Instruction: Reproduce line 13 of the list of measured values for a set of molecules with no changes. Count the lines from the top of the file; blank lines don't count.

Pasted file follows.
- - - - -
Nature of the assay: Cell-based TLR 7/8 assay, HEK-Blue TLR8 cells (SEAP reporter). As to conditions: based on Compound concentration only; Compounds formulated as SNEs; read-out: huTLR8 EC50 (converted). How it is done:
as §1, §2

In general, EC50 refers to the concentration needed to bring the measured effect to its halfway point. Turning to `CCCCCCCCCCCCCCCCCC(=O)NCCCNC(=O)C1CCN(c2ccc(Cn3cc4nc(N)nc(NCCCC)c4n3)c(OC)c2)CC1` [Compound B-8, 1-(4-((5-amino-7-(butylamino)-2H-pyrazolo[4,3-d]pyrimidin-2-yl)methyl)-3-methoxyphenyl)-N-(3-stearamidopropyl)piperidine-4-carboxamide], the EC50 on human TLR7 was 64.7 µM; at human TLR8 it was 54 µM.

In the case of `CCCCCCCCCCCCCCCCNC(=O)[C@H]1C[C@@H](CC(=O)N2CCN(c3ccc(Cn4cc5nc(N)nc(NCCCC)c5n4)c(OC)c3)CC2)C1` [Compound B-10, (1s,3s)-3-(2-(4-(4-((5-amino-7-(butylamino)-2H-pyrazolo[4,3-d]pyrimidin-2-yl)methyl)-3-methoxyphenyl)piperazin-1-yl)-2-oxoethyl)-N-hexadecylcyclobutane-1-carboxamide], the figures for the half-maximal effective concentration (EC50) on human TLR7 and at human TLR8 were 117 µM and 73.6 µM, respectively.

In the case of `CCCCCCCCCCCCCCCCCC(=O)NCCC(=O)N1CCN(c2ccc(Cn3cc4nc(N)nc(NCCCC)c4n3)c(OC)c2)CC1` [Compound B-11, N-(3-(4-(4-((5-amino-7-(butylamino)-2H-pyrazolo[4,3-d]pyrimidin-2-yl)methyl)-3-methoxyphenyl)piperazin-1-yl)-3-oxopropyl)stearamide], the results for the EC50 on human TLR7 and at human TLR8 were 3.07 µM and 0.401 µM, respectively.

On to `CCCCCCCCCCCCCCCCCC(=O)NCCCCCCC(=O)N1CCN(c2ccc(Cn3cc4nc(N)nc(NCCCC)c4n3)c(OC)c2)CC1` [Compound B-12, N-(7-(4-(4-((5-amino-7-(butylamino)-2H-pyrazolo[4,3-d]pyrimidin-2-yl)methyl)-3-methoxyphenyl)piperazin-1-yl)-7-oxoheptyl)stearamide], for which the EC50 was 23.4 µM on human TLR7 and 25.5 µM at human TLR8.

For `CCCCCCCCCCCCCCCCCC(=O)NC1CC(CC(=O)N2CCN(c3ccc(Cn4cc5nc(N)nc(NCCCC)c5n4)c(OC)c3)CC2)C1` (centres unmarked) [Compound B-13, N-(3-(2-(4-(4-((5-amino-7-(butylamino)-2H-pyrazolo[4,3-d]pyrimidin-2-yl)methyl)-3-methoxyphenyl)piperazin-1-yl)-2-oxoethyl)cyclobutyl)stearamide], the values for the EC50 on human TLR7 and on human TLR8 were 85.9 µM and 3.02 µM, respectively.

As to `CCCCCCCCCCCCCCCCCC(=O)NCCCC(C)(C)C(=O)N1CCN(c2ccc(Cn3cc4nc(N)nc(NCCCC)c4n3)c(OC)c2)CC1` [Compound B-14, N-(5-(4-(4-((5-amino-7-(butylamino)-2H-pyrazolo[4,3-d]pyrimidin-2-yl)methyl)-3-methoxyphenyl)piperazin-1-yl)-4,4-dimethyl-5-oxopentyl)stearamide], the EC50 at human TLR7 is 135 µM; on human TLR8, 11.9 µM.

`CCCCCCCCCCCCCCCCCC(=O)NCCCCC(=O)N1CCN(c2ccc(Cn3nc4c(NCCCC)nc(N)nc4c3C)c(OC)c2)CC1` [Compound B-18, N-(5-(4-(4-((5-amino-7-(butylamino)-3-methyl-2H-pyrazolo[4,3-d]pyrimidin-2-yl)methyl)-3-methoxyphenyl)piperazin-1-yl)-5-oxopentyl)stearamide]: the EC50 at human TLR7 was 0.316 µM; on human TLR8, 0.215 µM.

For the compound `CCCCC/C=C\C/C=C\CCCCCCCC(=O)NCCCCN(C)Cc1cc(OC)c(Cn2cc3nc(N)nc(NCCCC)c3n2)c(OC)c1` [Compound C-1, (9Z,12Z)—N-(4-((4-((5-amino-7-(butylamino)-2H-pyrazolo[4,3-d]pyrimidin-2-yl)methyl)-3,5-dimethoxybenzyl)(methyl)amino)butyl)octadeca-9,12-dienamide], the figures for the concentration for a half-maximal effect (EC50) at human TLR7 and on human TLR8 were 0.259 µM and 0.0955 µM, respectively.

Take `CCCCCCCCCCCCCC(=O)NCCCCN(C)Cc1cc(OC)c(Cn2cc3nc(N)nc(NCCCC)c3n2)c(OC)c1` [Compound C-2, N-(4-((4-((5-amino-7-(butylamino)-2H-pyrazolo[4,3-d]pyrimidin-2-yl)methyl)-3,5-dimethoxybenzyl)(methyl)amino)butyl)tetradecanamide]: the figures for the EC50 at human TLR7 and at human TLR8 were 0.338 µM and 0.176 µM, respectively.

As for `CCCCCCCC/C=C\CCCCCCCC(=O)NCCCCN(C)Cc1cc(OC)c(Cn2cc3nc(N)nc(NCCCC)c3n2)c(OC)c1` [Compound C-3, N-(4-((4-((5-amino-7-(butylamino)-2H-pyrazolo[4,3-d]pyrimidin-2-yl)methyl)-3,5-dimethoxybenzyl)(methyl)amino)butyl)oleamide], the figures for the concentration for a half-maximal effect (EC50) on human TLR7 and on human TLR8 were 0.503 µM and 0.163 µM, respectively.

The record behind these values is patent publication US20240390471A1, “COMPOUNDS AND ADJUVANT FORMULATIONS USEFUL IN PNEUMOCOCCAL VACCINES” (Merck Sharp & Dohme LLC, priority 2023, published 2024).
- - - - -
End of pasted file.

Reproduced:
The record behind these values is patent publication US20240390471A1, “COMPOUNDS AND ADJUVANT FORMULATIONS USEFUL IN PNEUMOCOCCAL VACCINES” (Merck Sharp & Dohme LLC, priority 2023, published 2024).